January 12, 2010
Background info: Steve and I have been making bets our entire marriage. The wager is usually a negotiated amount of back tickle time. Early on I was a haphazard better, wide-eyed and eager to throw Steve down and relish in his WRONGNESS. The problem was that I almost always lost and it stopped being fun.
Eventually, I asked Steve what his secret was: He only bets when he’s sure. So, if he’s sure, even if he’s wrong, it’s only going to be occasionally. This gem put a bit of a moratorium on betting (because I’m almost never sure), making Steve regret disclosing his strategy.
I have a new alarm programmed on my phone for 10am Saturdays. It’s called “Emma’s Choice.” I’m not the best at spending intentional time with her and trying to remedy that. I’m not sure if it’s because by the time the end of the days and weekends roll around I’m so tapped out from teaching, or if it just boils down to being extremely selfish. Could be a good mix of both.
I’m making an effort to show Emma I love her with my time and attention, instead of just riding the wave of hugs, cuddles, “I love yous,” and the hope she just knows. Hopefully she does know, because I tend to lose consciousness after 30 seconds of playing Barbies or pretending to be a curious dog.
This Saturday was our first bout of Emma’s Choice. She chose watching a movie together. The three of us snuggled up in our queen bed to watch “Little Miss Broadway.” Wow, terrible acting.
We were about ten minutes in to the movie when Steve wondered aloud if there were a lot of orphanages around in the past. I said there must have been for so many movies to allude to the idea. “There are a lot of orphan movies.”
“Yeah, and Shirley Temple is in all of them.” Steve noted. What other orphan movies is Shirley Temple in? I wondered.
Emma chimed in, “Yeah, Shirley Temple is in this one…”
“…and ‘Annie.'” Steve continued.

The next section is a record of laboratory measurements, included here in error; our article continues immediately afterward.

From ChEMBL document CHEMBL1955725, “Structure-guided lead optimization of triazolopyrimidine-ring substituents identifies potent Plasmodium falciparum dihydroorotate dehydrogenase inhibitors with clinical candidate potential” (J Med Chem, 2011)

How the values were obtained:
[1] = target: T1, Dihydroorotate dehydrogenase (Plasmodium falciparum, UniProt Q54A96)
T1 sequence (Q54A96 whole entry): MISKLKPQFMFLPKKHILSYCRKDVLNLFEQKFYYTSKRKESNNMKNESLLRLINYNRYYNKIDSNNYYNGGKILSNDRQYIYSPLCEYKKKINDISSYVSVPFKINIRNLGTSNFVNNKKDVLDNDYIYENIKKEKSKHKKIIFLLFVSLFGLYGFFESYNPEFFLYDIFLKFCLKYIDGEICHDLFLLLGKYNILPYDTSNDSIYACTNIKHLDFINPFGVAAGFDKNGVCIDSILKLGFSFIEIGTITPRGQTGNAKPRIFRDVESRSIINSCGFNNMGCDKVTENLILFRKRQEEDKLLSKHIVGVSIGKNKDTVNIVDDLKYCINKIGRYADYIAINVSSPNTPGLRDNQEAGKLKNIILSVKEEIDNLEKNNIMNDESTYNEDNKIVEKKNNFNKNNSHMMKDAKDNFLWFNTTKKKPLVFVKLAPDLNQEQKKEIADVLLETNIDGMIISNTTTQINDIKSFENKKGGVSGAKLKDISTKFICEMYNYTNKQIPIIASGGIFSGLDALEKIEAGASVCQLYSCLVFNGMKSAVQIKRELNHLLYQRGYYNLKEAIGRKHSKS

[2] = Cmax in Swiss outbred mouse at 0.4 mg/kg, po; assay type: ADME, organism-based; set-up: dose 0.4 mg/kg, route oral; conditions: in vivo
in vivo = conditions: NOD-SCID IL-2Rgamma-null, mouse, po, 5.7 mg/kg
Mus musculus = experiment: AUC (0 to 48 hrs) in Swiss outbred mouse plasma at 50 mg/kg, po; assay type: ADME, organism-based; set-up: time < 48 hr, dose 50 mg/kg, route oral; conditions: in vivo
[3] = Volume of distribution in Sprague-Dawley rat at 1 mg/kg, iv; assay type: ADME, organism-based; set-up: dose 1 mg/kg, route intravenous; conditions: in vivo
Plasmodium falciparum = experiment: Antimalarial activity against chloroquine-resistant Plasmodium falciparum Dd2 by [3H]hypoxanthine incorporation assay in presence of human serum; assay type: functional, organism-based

“Annie? The movie Emma has — that Annie?” I asked.
“Yeah. That’s Shirley Temple.” Steve said. He could have just as easily said, “Duh,” by his tone.
“Uh… no, it’s not. That is not Shirley Temple.” I laughed.
“It is so, Mom!” Emma’s such a Daddy’s Girl.
“Well, if it’s not Shirley Temple, then who is it?” Steve smirked.
“I don’t remember her name, but it sure ain’t Shirley Temple.” I shot back.
“You wanna bet?” Steve’s eyes lit up.
“I sure do!” I surprised myself. And Steve.
“Fifteen minutes. EACH. You and Emma both have to tickle my back for fifteen minutes.” We shook.
“Okay, Emma! Go get your movie from downstairs.” Steve instructed. Off Emma went, thrilled at the chance of proving me wrong alongside her beloved father.
“You have got to be kidding me. You really believe that’s Shirley Temple in ‘Annie’? This movie is OLD, Steve. Way old. Made long before ‘Annie.'”
“Are you doubting yourself?” Oh I was giddy. My face hurt from smiling.
“No.” He didn’t look at me.
Emma arrived out of breath from retrieving her movie two flights down, holding it like an Olympic medal. “SEE MO–”
“Emma, we’re screwed. Pass me the movie. SHIT. Aileen Quinn. 1982. Em, pass me the ‘Little Miss Broadway’ case. 1938. Huh. Well… only fourty-four years difference. Shit, shit, shit.”
“Dad, stop saying shit.”
I was in a state of giddy delirium. “What happened to only betting when you’re sure?”
“I was sure.” He pouted.
“I’m not tickling Mom’s back. I hate tickling backs!”
“Em, you shook on it, and I’m not tickling Mom’s back for thirty minutes all by myself.”
“Nope. Not doing it.”
“That’s now how it works.”
“I’m not tickling.”
Being right was tickle enough for me.